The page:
FBI Director Refuses to Name Orlando Killer

“Part of what motivates sick people to do this kind of thing is some twisted notion of fame or glory, and I don’t want to be part of that.”

Jeff Wheeler/Star Tribune/AP

For indispensable reporting on the coronavirus crisis, the election, and more, subscribe to the Mother Jones Daily newsletter.


FBI Director James Comey took an unusual step while briefing the press on the investigation into Sunday’s mass shooting at an Orlando gay club, saying that he would try not to use the name of the killer in the hope of denying mass shooters publicity.

“I am not using the killer’s name and I will try not to do that,” he told reporters. “Part of what motivates sick people to do this kind of thing is some twisted notion of fame or glory and I don’t want to be part of that, for the sake of the victims and their families and so that other twisted minds don’t think that this is a path to fame and recognition.”

Mother Jones’ Mark Follman has previously covered how media focus on mass shooters—including publishing their names, photos, and social media musings—can actually help fuel future attacks. “Evidence amassed by the FBI and other threat assessment experts shows that perpetrators and plotters look to past attacks both for inspiration and operational details,” he wrote after mass killings last year. FBI agents and psychologists recommended to him that media outlets cut down on using killers’ names, especially in headlines, and publishing images of them. “Their use can have a dangerous effect on other young men vulnerable to dark and violent identifications with the perpetrators,” said forensic psychologist Reid Meloy of the University of California-San Diego.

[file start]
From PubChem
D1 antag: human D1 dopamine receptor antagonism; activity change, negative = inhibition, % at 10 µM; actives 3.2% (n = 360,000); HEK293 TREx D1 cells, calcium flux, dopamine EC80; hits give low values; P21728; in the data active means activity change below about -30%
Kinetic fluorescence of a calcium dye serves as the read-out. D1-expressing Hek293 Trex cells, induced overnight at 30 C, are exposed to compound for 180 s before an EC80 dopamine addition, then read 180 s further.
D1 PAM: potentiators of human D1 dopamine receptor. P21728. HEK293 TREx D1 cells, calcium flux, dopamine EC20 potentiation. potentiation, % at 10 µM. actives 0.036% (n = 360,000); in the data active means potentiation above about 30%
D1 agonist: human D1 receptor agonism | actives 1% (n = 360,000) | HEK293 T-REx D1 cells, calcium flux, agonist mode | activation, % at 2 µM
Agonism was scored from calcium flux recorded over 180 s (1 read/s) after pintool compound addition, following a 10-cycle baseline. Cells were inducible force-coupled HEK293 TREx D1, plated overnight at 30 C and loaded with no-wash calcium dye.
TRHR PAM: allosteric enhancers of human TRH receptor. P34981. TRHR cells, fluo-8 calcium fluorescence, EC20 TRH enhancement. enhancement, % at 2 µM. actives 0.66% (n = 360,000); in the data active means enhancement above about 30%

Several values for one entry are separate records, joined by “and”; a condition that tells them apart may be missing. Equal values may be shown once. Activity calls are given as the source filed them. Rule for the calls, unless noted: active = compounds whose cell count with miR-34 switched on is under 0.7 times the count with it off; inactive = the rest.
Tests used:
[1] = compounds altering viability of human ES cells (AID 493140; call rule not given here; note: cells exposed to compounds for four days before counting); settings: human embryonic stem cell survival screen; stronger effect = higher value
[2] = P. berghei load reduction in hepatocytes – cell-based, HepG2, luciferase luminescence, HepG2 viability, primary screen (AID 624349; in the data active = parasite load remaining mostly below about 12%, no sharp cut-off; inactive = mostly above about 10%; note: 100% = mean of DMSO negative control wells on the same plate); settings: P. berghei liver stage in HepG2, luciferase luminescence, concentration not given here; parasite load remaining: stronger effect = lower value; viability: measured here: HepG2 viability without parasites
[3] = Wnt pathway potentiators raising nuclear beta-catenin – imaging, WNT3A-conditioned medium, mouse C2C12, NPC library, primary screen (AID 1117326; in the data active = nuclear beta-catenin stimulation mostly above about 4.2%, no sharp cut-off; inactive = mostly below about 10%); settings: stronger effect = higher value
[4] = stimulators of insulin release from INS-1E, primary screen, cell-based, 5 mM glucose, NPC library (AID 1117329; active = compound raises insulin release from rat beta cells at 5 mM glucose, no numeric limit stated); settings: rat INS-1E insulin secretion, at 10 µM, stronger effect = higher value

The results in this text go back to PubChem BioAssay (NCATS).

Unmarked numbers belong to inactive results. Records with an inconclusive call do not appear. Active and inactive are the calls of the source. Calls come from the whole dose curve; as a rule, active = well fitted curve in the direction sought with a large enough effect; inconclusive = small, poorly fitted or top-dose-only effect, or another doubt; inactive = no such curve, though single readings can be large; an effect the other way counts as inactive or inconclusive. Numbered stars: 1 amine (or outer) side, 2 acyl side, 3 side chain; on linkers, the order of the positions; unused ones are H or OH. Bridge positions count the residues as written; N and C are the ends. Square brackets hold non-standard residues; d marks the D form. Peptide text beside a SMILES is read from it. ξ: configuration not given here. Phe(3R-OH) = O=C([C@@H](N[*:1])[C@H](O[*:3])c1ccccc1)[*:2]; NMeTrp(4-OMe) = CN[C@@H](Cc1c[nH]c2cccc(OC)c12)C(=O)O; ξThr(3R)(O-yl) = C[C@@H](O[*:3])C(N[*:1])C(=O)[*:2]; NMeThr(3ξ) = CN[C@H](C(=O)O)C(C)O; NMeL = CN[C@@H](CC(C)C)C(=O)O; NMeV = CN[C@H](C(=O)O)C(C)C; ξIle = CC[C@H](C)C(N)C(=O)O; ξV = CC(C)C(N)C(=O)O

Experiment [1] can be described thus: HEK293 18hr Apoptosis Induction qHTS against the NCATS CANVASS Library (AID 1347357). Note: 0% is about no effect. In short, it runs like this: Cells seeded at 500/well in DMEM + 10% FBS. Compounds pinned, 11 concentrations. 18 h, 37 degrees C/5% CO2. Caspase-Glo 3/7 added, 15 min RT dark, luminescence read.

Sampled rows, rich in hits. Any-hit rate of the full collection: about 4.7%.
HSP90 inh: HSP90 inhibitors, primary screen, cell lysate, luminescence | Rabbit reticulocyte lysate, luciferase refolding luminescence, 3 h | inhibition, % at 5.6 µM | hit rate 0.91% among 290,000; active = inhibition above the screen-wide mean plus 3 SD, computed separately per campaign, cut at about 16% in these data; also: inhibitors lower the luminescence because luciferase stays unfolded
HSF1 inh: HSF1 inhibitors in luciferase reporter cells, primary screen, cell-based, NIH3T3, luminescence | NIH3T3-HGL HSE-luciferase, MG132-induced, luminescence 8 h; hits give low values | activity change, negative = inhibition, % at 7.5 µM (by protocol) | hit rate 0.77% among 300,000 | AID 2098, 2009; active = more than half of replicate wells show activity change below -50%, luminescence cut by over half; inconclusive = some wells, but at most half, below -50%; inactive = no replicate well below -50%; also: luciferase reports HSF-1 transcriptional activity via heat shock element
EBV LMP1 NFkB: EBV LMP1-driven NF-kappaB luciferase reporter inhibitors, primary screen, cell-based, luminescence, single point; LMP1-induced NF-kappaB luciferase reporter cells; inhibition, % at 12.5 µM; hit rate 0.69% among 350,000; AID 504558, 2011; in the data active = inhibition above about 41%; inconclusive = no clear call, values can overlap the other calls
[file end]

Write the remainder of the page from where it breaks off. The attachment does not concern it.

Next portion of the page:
Comey also defended the FBI’s previous dealings with the killer, 29-year-old Omar Mateen, who was investigated twice by the agency. The FBI investigated Mateen for ten months and interviewed him twice in 2013 after he threatened his colleagues at the courthouse where he was working, but eventually closed the case. The next year he was interviewed again as the FBI tried to find out out if Mateen had significant links to Moner Mohammad Abusalha, a South Floridian who carried out a suicide bombing in Syria in 2014 for Jabhat al-Nusra, Al Qaeda’s affiliate in Syria. The agency determined he didn’t. “I don’t see anything in reviewing our work that our agents should have done differently,” Comey said.

Dear Reader,

This feels like the most important fundraising drive since I've been CEO of Mother Jones, with staggeringly high stakes and so much uncertainty. In "News Is Just Like Waste Management," I try to unpack the reality we all face and how we can rise to the challenge. If you're able to, this is a critical moment to support Mother Jones’ nonprofit journalism: We need to raise $400,000 to help cover the vital reporting projects we have planned, and right now is no time to pull back.

Monika Bauerlein, CEO, Mother Jones

Dear Reader,

This feels like the most important fundraising drive since I've been CEO of Mother Jones, with staggeringly high stakes and so much uncertainty. In "News Is Just Like Waste Management," I try to unpack the reality we all face and how we can rise to the challenge. If you're able to, this is a critical moment to support Mother Jones’ nonprofit journalism: We need to raise $400,000 to help cover the vital reporting projects we have planned, and right now is no time to pull back.

Monika Bauerlein, CEO, Mother Jones

We Recommend

Latest

Sign up for our free newsletter

Subscribe to the Mother Jones Daily to have our top stories delivered directly to your inbox.

Get our award-winning magazine

Save big on a full year of investigations, ideas, and insights.

Subscribe

Support our journalism

Help Mother Jones' reporters dig deep with a tax-deductible donation.

Donate